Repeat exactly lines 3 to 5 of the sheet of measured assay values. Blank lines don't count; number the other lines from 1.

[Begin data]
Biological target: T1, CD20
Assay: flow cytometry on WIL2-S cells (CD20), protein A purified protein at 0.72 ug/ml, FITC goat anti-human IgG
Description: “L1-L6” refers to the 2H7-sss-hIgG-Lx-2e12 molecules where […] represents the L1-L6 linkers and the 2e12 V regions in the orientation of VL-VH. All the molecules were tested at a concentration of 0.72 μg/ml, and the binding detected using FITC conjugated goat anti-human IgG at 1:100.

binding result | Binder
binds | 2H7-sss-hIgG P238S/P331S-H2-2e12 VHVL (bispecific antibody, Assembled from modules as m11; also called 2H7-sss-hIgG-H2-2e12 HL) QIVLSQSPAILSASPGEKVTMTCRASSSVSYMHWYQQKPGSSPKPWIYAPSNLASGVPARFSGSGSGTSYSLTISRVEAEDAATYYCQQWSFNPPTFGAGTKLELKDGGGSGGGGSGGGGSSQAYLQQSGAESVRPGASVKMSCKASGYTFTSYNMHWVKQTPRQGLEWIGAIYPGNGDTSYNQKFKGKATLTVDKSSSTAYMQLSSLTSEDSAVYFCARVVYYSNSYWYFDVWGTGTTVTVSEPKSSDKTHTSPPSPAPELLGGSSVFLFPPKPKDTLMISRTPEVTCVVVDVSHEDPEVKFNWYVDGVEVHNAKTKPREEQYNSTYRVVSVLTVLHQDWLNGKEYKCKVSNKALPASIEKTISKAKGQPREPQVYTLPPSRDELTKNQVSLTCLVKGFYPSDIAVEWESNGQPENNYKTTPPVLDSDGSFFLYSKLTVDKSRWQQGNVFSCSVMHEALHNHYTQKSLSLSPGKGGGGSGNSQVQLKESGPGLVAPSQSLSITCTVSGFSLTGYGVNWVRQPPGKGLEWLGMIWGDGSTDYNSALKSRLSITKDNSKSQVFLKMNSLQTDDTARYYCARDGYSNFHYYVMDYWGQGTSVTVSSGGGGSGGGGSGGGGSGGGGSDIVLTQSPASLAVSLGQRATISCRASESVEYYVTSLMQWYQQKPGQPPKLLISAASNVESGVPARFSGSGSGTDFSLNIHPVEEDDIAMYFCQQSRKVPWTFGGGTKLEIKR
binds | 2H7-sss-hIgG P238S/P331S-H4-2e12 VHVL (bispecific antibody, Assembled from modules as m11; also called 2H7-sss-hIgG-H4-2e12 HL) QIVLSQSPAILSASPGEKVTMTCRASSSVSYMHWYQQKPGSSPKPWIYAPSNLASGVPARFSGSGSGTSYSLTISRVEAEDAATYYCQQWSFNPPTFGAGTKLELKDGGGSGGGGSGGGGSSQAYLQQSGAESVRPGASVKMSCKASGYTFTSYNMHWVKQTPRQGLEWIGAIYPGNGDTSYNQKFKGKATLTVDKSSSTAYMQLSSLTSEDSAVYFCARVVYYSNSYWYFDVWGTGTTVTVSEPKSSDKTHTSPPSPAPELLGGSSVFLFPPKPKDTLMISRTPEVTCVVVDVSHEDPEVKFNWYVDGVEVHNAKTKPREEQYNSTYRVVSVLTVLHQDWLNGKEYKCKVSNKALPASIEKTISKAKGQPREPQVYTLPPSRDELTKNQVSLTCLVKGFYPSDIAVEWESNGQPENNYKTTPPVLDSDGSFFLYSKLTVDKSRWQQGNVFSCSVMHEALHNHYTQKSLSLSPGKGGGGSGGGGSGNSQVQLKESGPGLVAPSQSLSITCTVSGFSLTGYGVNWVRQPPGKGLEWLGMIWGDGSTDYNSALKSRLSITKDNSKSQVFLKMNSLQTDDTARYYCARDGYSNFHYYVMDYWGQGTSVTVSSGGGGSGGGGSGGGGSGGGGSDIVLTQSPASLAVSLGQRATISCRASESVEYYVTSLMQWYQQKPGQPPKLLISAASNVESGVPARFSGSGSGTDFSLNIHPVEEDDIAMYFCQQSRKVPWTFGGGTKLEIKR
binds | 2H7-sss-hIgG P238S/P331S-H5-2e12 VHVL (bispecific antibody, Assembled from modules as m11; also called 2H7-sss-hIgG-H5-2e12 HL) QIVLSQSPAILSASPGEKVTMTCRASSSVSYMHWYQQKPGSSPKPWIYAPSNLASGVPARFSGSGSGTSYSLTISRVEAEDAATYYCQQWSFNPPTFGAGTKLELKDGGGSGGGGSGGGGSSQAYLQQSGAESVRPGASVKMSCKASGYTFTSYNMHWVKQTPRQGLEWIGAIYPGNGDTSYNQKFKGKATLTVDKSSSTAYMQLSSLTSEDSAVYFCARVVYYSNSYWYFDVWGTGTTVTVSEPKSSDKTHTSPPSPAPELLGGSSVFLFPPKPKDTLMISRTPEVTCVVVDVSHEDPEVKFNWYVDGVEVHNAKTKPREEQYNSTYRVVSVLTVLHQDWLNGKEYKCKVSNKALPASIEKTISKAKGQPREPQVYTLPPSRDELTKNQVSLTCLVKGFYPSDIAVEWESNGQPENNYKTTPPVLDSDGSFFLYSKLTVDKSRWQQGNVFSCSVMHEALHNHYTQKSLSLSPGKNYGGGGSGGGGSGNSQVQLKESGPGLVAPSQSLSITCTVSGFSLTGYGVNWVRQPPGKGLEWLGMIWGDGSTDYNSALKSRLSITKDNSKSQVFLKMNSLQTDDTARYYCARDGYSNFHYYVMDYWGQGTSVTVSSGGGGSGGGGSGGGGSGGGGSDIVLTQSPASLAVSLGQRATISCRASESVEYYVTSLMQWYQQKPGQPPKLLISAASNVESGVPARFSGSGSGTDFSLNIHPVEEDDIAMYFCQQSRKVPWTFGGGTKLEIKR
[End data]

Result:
Description: “L1-L6” refers to the 2H7-sss-hIgG-Lx-2e12 molecules where […] represents the L1-L6 linkers and the 2e12 V regions in the orientation of VL-VH. All the molecules were tested at a concentration of 0.72 μg/ml, and the binding detected using FITC conjugated goat anti-human IgG at 1:100.

binding result | Binder
binds | 2H7-sss-hIgG P238S/P331S-H2-2e12 VHVL (bispecific antibody, Assembled from modules as m11; also called 2H7-sss-hIgG-H2-2e12 HL) QIVLSQSPAILSASPGEKVTMTCRASSSVSYMHWYQQKPGSSPKPWIYAPSNLASGVPARFSGSGSGTSYSLTISRVEAEDAATYYCQQWSFNPPTFGAGTKLELKDGGGSGGGGSGGGGSSQAYLQQSGAESVRPGASVKMSCKASGYTFTSYNMHWVKQTPRQGLEWIGAIYPGNGDTSYNQKFKGKATLTVDKSSSTAYMQLSSLTSEDSAVYFCARVVYYSNSYWYFDVWGTGTTVTVSEPKSSDKTHTSPPSPAPELLGGSSVFLFPPKPKDTLMISRTPEVTCVVVDVSHEDPEVKFNWYVDGVEVHNAKTKPREEQYNSTYRVVSVLTVLHQDWLNGKEYKCKVSNKALPASIEKTISKAKGQPREPQVYTLPPSRDELTKNQVSLTCLVKGFYPSDIAVEWESNGQPENNYKTTPPVLDSDGSFFLYSKLTVDKSRWQQGNVFSCSVMHEALHNHYTQKSLSLSPGKGGGGSGNSQVQLKESGPGLVAPSQSLSITCTVSGFSLTGYGVNWVRQPPGKGLEWLGMIWGDGSTDYNSALKSRLSITKDNSKSQVFLKMNSLQTDDTARYYCARDGYSNFHYYVMDYWGQGTSVTVSSGGGGSGGGGSGGGGSGGGGSDIVLTQSPASLAVSLGQRATISCRASESVEYYVTSLMQWYQQKPGQPPKLLISAASNVESGVPARFSGSGSGTDFSLNIHPVEEDDIAMYFCQQSRKVPWTFGGGTKLEIKR